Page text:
Tomorrow, Wednesday 17th January, is the memorial of St. Anthony of Egypt (251-356), the founder of monasticism. He came from wealthy Christian parents in Upper Egypt and upon his parents’ death, gave away his inheritance to the needy, placed his sister in a convent, and began to live as a hermit in a nearby cemetery. There he lived an austere life of prayer, manual labour and penance, whilst undergoing his famous temptations, trials of the flesh, yet overcoming them all. His fame began to spread and after 15 years he moved to another site where he lived for 20 years in complete solitude, eating only what people threw over the wall to him. Inevitably a group of disciples gathered around him and in 305 he emerged and organised a simple community. Each monk lived in prayer and penance, under the general authority of Anthony, coming together only for worship and communal work. He left for Alexandria in 311 and upon return founded another monastery before retiring again to the seclusion of Mount Kolzim, near the Red Sea. This time, he took with him a close disciple, Makarios. He visited Alexandria again in 355 to help the fight against Arianism, working closely with his friend Athanasius, whose Life is the main source of information about St. Anthony. After his return, he remained in the cave at Kolzim until his death in 356. Following his wishes, he was buried secretly and his relics were not discovered until 561, when they were translated to Alexandria and later to Constantinople. Many people visited this remarkable saint during his lifetime, out of veneration or curiosity. He avoided the fanaticism and excess of many of the Desert Fathers and although austere, was known for his sound teaching and personal holiness, a model for monks ever since. Artists have developed the legend of Anthony’s temptations, but early pieces often show him receiving St. Paul the Hermit as a guest, together with the ravens that used to bring him half a loaf of bread each day.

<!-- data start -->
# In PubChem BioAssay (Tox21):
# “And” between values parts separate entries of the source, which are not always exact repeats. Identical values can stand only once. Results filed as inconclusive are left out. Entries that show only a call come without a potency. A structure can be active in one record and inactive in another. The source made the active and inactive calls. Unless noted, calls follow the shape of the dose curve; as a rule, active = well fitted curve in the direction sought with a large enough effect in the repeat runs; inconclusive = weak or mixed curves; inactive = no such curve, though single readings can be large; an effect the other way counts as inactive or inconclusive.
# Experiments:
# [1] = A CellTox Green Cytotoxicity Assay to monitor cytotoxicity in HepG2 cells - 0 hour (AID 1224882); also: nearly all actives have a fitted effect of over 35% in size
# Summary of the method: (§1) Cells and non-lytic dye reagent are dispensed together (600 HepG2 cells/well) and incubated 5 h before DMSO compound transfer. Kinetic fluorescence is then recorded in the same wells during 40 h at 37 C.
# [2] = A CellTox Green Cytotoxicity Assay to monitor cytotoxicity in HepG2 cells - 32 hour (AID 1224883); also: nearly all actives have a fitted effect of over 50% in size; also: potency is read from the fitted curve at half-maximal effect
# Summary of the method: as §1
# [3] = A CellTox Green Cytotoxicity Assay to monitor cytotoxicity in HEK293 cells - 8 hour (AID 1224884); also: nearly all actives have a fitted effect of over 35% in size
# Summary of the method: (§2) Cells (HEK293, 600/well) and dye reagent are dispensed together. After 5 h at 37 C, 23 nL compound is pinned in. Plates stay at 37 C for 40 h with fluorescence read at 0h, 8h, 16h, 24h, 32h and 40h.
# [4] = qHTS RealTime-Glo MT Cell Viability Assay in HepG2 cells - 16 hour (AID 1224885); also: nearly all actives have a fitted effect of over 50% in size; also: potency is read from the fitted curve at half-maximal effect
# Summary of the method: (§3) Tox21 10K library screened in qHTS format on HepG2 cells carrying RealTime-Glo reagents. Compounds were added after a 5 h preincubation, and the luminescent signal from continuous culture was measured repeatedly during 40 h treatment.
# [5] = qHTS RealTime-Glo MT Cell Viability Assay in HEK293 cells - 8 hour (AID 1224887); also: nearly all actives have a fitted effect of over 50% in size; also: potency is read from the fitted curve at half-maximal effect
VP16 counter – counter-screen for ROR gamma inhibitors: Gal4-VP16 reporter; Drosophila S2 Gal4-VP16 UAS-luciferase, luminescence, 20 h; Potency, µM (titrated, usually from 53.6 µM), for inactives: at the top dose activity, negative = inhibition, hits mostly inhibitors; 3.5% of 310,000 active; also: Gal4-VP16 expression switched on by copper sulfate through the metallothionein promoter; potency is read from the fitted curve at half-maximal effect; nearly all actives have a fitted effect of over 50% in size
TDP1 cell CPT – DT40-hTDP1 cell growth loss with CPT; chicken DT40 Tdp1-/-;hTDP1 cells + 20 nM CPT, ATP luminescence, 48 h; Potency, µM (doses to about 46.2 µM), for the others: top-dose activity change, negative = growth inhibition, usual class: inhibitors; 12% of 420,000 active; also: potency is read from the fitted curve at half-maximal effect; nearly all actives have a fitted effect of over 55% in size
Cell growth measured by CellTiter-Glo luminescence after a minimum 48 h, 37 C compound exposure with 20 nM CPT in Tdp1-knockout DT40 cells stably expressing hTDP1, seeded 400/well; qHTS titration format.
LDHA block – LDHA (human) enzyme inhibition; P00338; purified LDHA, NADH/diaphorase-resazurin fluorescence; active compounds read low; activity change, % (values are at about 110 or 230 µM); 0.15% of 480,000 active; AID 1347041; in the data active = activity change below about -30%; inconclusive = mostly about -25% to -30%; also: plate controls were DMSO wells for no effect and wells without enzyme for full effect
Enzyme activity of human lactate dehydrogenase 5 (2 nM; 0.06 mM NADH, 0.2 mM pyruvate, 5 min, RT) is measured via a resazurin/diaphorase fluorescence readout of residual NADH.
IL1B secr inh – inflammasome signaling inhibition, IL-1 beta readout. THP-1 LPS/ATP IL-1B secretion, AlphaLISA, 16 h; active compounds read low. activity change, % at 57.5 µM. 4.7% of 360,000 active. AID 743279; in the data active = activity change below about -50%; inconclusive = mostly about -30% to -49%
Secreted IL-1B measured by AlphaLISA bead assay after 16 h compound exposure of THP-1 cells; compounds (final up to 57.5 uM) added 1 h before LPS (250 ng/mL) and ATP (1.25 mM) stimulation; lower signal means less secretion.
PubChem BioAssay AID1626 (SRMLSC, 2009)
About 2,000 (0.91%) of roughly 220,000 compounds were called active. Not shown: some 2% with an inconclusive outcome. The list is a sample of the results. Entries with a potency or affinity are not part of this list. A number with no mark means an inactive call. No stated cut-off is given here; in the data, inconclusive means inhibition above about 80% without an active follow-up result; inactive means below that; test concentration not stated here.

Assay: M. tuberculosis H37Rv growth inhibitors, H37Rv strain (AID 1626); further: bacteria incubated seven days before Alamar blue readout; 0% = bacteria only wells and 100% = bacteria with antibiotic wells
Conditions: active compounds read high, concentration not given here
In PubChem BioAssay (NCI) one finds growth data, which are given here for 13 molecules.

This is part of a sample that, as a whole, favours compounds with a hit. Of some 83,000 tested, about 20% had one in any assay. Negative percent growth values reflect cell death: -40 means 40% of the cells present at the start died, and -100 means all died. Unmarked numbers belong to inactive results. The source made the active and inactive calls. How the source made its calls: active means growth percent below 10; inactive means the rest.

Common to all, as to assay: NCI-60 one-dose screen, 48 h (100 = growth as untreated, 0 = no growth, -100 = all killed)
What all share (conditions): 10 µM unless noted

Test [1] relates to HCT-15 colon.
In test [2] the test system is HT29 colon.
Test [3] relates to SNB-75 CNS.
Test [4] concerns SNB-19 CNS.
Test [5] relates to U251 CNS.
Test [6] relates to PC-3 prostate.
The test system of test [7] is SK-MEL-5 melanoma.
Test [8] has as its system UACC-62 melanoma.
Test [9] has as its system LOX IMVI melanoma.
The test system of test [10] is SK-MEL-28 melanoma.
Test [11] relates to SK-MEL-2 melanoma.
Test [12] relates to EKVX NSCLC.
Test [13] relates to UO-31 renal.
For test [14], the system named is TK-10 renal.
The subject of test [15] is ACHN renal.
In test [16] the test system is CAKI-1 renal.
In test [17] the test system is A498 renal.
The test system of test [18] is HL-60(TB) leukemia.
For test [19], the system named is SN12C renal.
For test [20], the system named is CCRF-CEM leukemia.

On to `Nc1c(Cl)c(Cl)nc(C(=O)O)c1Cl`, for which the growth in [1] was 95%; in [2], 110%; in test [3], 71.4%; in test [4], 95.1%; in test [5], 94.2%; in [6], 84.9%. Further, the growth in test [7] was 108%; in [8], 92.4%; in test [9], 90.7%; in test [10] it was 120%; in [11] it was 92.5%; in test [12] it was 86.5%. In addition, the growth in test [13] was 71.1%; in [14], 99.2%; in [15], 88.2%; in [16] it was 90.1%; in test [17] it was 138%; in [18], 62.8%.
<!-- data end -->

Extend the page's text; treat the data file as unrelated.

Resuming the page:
Tomorrow would be a good day for us to pray for all the hermits as well as for the monks, nuns and religious who live within our Diocese. [Image: www.mycatholic.life]